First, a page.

For example, make sure every message includes a valid Message-ID. More information about RFC 5322 can be found here.

If your messages are in HTML, format them according to the HTML Standards here. For example, don't use HTML and CSS to hide content in your messages. Hiding content might cause messages to be marked as spam.
5. IP Address MUST Have PTR Record
A PTR record, or a reverse DNS record, is a type of record that is used for validation. While a regular DNS record resolves a domain name to an IP address, PTR does the opposite. It resolves an IP address to a domain name.

For example, if you have an MX record, myemail.mydomain.com, that points to 11.12.13.14, then a PTR record has the value 11.12.13.14 that points to myemail.mydomain.com.

PTR records help SMTP servers verify that the IP address of the sending server connects to a legitimate domain name. This helps prevent email spoofing. A PTR record goes into an ISP's DNS server. Therefore, you will need to consult with your ISP to add this record, since they are the one who owns the IP Address. Xeams can check if your PTR record is valid. Please see here for more details.
6. Validate Email Configuration
Once you have all the necessary configurations done, confirm these settings are valid. You can check these settings by either looking up DNS TXT records, such as running the nslookup command in command prompt, or go to online email validation checks.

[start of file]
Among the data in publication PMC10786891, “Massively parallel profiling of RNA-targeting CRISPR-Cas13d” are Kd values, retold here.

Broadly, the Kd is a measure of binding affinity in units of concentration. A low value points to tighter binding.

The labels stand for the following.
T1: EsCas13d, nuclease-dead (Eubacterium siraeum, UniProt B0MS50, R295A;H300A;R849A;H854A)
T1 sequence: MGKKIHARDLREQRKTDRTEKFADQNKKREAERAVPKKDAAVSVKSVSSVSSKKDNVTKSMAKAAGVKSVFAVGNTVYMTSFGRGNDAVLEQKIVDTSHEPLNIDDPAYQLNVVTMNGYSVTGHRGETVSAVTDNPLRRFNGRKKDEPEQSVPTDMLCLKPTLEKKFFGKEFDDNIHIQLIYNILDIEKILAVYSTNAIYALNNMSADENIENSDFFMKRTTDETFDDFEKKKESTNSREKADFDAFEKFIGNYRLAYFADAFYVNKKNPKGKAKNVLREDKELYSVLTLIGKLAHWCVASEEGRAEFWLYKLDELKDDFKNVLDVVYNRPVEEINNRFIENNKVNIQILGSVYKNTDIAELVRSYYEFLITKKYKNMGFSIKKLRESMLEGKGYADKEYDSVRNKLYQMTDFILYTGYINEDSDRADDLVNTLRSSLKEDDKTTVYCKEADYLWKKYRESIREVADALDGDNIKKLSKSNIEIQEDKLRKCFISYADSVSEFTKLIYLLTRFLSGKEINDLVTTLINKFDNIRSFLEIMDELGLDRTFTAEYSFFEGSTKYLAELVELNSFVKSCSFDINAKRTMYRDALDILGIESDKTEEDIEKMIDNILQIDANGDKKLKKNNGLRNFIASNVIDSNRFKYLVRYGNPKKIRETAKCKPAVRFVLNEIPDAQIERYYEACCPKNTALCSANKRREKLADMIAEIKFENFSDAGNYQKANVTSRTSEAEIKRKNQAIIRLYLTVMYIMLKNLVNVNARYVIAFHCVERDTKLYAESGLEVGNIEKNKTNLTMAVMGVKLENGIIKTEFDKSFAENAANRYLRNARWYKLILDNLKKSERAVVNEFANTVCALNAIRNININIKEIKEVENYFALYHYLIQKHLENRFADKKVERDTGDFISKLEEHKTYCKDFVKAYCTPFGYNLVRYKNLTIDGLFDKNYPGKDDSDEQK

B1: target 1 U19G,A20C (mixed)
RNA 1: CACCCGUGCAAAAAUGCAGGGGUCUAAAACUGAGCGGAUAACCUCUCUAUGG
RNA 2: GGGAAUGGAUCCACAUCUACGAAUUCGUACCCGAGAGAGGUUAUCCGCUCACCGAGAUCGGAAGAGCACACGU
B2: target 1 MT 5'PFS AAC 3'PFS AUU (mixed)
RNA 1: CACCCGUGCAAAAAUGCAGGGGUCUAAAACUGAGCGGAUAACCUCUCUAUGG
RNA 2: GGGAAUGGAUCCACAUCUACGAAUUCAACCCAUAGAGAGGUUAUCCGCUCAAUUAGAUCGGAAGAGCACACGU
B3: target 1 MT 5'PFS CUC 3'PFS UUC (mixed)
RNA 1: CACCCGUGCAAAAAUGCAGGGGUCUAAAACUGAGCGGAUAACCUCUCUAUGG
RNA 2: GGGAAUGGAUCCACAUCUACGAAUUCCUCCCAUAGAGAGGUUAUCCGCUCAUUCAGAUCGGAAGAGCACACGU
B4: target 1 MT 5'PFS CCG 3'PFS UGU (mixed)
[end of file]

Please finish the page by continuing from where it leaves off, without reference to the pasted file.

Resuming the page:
In Xeams, there are a couple of methods to check configuration. In the web interface, go to Tools, then click on Diagnostic check - Outbound. This will run a test to confirm outbound settings, including reverse IP lookup, and DMARC, are correctly configured.

Another method is to send an email to validate.server@synametrics.com with the word validate in the subject line. Once sent, you will get a reply back with a report that shows a grade on how well-configured your email server is. For more information, please check here.

PTR records help SMTP servers verify that the IP address of the sending server connects to a legitimate domain name. This helps prevent email spoofing. A PTR record goes into an ISP's DNS server. Therefore, you will need to consult with your ISP to add this record, since they are the one who owns the IP Address. Xeams can check if your PTR record is valid. Please see here for more details.

Conclusion

To combat malicious or spam emails, many email servers, including Gmail, and Hotmail, are increasing their security. These include mechanisms to prevent forgery, and using the latest TLS. Additionally, emails must follow the correct RFC protocol and the correct HTML formats. Adhering to the guidelines that Gmail has published will ensure your emails will correctly be delivered to them. Xeams has tools that ensure your outbound emails flow correctly to Gmail.


Created on: Mar 7, 2024
Last updated on: Jul 19, 2024